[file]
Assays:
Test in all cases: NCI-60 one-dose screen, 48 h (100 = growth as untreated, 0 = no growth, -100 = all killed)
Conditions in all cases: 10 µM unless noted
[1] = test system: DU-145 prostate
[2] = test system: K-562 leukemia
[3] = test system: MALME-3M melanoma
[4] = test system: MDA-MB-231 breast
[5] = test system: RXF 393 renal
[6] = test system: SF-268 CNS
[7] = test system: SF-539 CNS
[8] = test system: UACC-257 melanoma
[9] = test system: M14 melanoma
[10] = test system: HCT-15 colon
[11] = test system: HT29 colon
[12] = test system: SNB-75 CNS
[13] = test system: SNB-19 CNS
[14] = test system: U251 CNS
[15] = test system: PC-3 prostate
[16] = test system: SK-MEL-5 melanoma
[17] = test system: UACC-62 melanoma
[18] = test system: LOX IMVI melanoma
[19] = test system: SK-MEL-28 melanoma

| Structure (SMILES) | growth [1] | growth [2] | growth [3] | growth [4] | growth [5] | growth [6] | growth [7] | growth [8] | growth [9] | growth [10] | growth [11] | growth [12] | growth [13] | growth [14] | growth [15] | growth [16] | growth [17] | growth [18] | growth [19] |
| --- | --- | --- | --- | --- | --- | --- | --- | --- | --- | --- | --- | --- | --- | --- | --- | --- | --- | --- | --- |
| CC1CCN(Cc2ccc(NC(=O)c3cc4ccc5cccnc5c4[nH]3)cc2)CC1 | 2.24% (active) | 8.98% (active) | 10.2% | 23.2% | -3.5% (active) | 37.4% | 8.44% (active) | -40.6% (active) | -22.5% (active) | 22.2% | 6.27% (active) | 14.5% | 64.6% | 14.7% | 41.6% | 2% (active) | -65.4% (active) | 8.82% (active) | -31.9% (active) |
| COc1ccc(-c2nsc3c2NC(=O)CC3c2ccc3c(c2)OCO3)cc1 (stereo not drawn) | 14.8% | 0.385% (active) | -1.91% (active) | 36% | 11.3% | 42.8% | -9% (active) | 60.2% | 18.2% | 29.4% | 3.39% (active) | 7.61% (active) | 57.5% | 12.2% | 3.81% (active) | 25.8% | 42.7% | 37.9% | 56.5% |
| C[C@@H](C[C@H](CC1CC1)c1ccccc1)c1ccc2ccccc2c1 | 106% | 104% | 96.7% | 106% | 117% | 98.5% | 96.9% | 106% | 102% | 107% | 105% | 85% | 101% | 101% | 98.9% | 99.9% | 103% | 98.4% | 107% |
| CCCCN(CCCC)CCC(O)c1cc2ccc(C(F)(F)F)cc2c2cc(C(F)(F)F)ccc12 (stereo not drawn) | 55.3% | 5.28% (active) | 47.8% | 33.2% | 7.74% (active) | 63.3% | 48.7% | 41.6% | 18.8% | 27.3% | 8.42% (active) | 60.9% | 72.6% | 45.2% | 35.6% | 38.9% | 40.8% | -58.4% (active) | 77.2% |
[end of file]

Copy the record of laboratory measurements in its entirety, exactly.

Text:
Assays:
Test in all cases: NCI-60 one-dose screen, 48 h (100 = growth as untreated, 0 = no growth, -100 = all killed)
Conditions in all cases: 10 µM unless noted
[1] = test system: DU-145 prostate
[2] = test system: K-562 leukemia
[3] = test system: MALME-3M melanoma
[4] = test system: MDA-MB-231 breast
[5] = test system: RXF 393 renal
[6] = test system: SF-268 CNS
[7] = test system: SF-539 CNS
[8] = test system: UACC-257 melanoma
[9] = test system: M14 melanoma
[10] = test system: HCT-15 colon
[11] = test system: HT29 colon
[12] = test system: SNB-75 CNS
[13] = test system: SNB-19 CNS
[14] = test system: U251 CNS
[15] = test system: PC-3 prostate
[16] = test system: SK-MEL-5 melanoma
[17] = test system: UACC-62 melanoma
[18] = test system: LOX IMVI melanoma
[19] = test system: SK-MEL-28 melanoma

| Structure (SMILES) | growth [1] | growth [2] | growth [3] | growth [4] | growth [5] | growth [6] | growth [7] | growth [8] | growth [9] | growth [10] | growth [11] | growth [12] | growth [13] | growth [14] | growth [15] | growth [16] | growth [17] | growth [18] | growth [19] |
| --- | --- | --- | --- | --- | --- | --- | --- | --- | --- | --- | --- | --- | --- | --- | --- | --- | --- | --- | --- |
| CC1CCN(Cc2ccc(NC(=O)c3cc4ccc5cccnc5c4[nH]3)cc2)CC1 | 2.24% (active) | 8.98% (active) | 10.2% | 23.2% | -3.5% (active) | 37.4% | 8.44% (active) | -40.6% (active) | -22.5% (active) | 22.2% | 6.27% (active) | 14.5% | 64.6% | 14.7% | 41.6% | 2% (active) | -65.4% (active) | 8.82% (active) | -31.9% (active) |
| COc1ccc(-c2nsc3c2NC(=O)CC3c2ccc3c(c2)OCO3)cc1 (stereo not drawn) | 14.8% | 0.385% (active) | -1.91% (active) | 36% | 11.3% | 42.8% | -9% (active) | 60.2% | 18.2% | 29.4% | 3.39% (active) | 7.61% (active) | 57.5% | 12.2% | 3.81% (active) | 25.8% | 42.7% | 37.9% | 56.5% |
| C[C@@H](C[C@H](CC1CC1)c1ccccc1)c1ccc2ccccc2c1 | 106% | 104% | 96.7% | 106% | 117% | 98.5% | 96.9% | 106% | 102% | 107% | 105% | 85% | 101% | 101% | 98.9% | 99.9% | 103% | 98.4% | 107% |
| CCCCN(CCCC)CCC(O)c1cc2ccc(C(F)(F)F)cc2c2cc(C(F)(F)F)ccc12 (stereo not drawn) | 55.3% | 5.28% (active) | 47.8% | 33.2% | 7.74% (active) | 63.3% | 48.7% | 41.6% | 18.8% | 27.3% | 8.42% (active) | 60.9% | 72.6% | 45.2% | 35.6% | 38.9% | 40.8% | -58.4% (active) | 77.2% |